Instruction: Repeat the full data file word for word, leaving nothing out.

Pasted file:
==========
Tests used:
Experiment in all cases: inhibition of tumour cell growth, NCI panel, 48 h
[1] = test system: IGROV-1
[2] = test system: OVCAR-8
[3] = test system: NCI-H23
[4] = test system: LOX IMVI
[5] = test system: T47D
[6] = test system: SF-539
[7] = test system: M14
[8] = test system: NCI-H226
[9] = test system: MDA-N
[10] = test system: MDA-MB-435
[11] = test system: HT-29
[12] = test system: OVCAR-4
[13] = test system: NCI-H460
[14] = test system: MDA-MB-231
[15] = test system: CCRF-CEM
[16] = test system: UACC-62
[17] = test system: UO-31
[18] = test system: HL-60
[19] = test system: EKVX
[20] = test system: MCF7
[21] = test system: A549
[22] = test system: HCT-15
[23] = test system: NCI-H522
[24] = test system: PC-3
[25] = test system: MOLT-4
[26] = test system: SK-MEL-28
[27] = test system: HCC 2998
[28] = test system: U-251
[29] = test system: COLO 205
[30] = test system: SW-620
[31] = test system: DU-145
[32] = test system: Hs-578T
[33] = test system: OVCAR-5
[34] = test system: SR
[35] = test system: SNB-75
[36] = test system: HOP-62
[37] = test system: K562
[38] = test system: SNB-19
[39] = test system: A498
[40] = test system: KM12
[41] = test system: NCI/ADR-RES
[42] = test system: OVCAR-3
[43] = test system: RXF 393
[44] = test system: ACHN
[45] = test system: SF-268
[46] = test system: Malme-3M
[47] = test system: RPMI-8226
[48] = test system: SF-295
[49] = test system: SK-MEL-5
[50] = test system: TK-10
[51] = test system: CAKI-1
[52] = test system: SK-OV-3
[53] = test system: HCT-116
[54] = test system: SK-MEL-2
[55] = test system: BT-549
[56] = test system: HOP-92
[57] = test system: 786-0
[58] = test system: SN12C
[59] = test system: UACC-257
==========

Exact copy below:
Tests used:
Experiment in all cases: inhibition of tumour cell growth, NCI panel, 48 h
[1] = test system: IGROV-1
[2] = test system: OVCAR-8
[3] = test system: NCI-H23
[4] = test system: LOX IMVI
[5] = test system: T47D
[6] = test system: SF-539
[7] = test system: M14
[8] = test system: NCI-H226
[9] = test system: MDA-N
[10] = test system: MDA-MB-435
[11] = test system: HT-29
[12] = test system: OVCAR-4
[13] = test system: NCI-H460
[14] = test system: MDA-MB-231
[15] = test system: CCRF-CEM
[16] = test system: UACC-62
[17] = test system: UO-31
[18] = test system: HL-60
[19] = test system: EKVX
[20] = test system: MCF7
[21] = test system: A549
[22] = test system: HCT-15
[23] = test system: NCI-H522
[24] = test system: PC-3
[25] = test system: MOLT-4
[26] = test system: SK-MEL-28
[27] = test system: HCC 2998
[28] = test system: U-251
[29] = test system: COLO 205
[30] = test system: SW-620
[31] = test system: DU-145
[32] = test system: Hs-578T
[33] = test system: OVCAR-5
[34] = test system: SR
[35] = test system: SNB-75
[36] = test system: HOP-62
[37] = test system: K562
[38] = test system: SNB-19
[39] = test system: A498
[40] = test system: KM12
[41] = test system: NCI/ADR-RES
[42] = test system: OVCAR-3
[43] = test system: RXF 393
[44] = test system: ACHN
[45] = test system: SF-268
[46] = test system: Malme-3M
[47] = test system: RPMI-8226
[48] = test system: SF-295
[49] = test system: SK-MEL-5
[50] = test system: TK-10
[51] = test system: CAKI-1
[52] = test system: SK-OV-3
[53] = test system: HCT-116
[54] = test system: SK-MEL-2
[55] = test system: BT-549
[56] = test system: HOP-92
[57] = test system: 786-0
[58] = test system: SN12C
[59] = test system: UACC-257